The School of Geography, Politics and Sociology

Physical Geography

Physical Geography

Overview

Physical geography at Newcastle University has a long-standing international reputation for excellence.

Our research primarily addresses global research agendas, but also engages with national and regional initiatives.

We carry out our research in a wide variety of physical environments across the globe, supported by active collaboration with colleagues within Newcastle University and beyond, both nationally and internationally.

Staff and postgraduate students within physical geography benefit from an inclusive and supportive research culture. Our academic staff conduct vibrant, high-quality research programmes supported by successful bids to highly competitive sources of funding, such as the UK Natural Environment Research Council (NERC).

Examples of recent research projects include:

  • new homonid discovery in South Africa
  • Lake Suigetsu ultra-high-resolution palaeoclimate project (NERC-funded)
  • impacts of recent catastrophic floods in the North of England (NERC-funded)
  • impact of meltwater floods during the 2010 Eyjafjallajökull volcanic eruption in Iceland (NERC-funded)

We conduct our research in the field and laboratory using cutting-edge techniques. These are supported by our laboratories and field equipment, managed by our technical staff.

You can view our research in greater detail on our Physical Geography research website.

The University has also invested in our Cosmogenic Isotope Laboratory, which supports our research at Newcastle and externally, via collaborative projects.

Staff

Our research group staff have significant experience and expertise in analysis of physical geography.

Staff

Dr Rachel Carr
Lecturer in Physical Geography

Email:
Telephone: +44 (0) 191 208 6436

Dr Stuart Dunning
Lecturer in Physical Geography

Email:
Telephone: +44 (0) 191 208 3251

Dr Andy Henderson
Senior Lecturer in Physical Geography

Email:
Telephone: +44 (0)191 208 3086

Professor Steve Juggins
Professor of Quantitative Paleoecology

Email:
Telephone: +44 (0) 191 208 8799

Dr Andy Large
Reader in River Science

Email:
Telephone: +44 (0) 191 208 6342

Dr Helen Mackay
Research Associate

Email:
Telephone: +44 (0)191 208 5344

Professor Darrel Maddy
Prof of Quaternary Science

Email:
Telephone: +44 (0) 191 208 6440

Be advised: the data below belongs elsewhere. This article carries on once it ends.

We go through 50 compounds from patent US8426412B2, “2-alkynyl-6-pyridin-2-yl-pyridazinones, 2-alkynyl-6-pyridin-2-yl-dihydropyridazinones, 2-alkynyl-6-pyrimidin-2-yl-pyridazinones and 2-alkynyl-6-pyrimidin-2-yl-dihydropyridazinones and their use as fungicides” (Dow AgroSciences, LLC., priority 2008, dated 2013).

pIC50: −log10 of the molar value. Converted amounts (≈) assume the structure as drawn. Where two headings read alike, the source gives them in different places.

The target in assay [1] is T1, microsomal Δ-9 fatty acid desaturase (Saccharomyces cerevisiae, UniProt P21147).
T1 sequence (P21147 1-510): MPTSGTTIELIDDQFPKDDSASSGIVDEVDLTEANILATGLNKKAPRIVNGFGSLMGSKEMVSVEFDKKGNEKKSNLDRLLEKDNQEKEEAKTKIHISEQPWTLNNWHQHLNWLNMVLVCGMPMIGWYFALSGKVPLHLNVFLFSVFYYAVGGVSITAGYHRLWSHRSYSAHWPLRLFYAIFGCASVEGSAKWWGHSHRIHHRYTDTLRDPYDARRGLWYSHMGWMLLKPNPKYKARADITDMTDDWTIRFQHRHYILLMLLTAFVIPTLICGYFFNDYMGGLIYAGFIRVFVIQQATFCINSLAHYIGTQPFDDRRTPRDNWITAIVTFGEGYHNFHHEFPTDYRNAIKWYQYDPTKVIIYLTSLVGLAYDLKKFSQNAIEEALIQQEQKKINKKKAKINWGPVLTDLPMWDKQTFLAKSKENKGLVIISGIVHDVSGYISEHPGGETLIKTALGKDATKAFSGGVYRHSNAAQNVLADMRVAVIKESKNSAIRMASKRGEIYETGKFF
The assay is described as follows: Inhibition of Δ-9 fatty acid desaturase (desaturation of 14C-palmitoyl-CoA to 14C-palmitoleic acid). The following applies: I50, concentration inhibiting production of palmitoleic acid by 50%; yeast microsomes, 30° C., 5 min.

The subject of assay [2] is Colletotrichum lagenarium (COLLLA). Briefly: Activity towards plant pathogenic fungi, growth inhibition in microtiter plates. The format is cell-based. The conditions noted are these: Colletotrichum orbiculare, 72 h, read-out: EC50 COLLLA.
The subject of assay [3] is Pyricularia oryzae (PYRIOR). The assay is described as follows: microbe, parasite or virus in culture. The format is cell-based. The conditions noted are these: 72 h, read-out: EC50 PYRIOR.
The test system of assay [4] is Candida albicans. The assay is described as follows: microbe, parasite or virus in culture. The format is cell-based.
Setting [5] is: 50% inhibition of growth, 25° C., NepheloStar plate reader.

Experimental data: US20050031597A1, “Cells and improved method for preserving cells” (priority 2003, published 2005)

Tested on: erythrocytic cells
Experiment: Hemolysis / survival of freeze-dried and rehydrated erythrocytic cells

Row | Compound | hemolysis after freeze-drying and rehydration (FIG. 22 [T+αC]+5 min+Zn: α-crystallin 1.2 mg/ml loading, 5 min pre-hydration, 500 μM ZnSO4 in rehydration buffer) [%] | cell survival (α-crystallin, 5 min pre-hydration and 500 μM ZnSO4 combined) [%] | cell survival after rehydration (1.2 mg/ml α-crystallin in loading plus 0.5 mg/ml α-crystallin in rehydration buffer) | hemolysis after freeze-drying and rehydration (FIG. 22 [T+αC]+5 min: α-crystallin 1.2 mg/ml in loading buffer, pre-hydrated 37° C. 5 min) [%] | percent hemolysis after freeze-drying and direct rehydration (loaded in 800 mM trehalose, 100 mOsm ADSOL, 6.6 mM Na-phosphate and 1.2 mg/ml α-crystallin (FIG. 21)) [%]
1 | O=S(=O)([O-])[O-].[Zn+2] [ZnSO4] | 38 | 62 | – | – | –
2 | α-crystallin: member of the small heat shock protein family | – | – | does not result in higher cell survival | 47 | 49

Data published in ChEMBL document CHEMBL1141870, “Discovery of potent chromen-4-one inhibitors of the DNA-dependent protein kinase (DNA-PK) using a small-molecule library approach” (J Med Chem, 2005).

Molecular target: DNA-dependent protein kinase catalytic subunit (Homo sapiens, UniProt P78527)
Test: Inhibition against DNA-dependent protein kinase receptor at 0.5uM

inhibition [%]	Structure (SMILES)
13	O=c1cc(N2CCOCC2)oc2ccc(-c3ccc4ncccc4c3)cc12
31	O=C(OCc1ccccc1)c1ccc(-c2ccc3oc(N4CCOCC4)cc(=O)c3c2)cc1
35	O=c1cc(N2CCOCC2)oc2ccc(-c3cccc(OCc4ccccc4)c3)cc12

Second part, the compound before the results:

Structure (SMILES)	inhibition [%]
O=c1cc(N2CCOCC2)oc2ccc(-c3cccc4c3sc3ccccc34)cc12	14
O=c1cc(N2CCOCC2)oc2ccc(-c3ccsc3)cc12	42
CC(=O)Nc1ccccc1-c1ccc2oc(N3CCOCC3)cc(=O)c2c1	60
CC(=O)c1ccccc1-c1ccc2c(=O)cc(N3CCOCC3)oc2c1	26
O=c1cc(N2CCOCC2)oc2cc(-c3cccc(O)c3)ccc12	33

Dr Anne-Sophie Meriaux
Reader in Quaternary Geochronology

Email:
Telephone: +44 (0) 191 208 8939

Dr Emma Pearson
Principal Research Associate

Email:
Telephone: +44 (0) 191 208 6757

Dr Matthew Perks
Research Associate

Email:
Telephone: +44 (0) 191 208 5344

Dr Neil Ross
Lecturer in Physical Geography

Email:
Telephone: +44 (0)191 208 5111

Professor Andrew Russell
Professor of Physical Geography

Email:
Telephone: +44 (0) 191 208 6951

Professor Tony Stevenson
Deputy Vice Chancellor

Email:
Telephone: +44 (0) 191 208 7600

Dr Hiro Yamazaki
Senior Lecturer

Email:
Telephone: +44 191 20 87059

Research Students

Our postgraduates are working on a wide variety of physical geography subjects. These range from paired lake oxygen isotope records of climate change in southern Alaska to mid-Pleistocene transition in the Asian monsoon.

Research students

NameTopic

Safaa Al Zerouni

Controls on morphological change within wandering gravel-bed rivers over decadal time scales: the River Coquet, Northumberland, UK

Charlie Bunce

Dynamic response of marine-terminating outlet glaciers to climate forcing in south-east and north-west Greenland

Jake Collins-May

Origins of Glacial, Fluvial and Glaciofluvial Landforms in the Nereidum Montes; Mars

Becky Dell

 

Ryan Dick

 Finding tsunami causing landslide deposits in the lakes of New Zealand

Sonja Felder

Mid-Pleistocene transition in the Asian monsoon

Devin Harrison

 Sedimentary architecture of the 2010 Eyjafjallajökull volcanogenic jökulhlaups: Gígjökull, Iceland

Emily Hill

The Greenland Ice Sheet in a warming world: Determining drivers of current and future change on northern Greenland outlet glaciers

Arminel Lovell

Explaining the varying response of Himalayan glaciers to climate change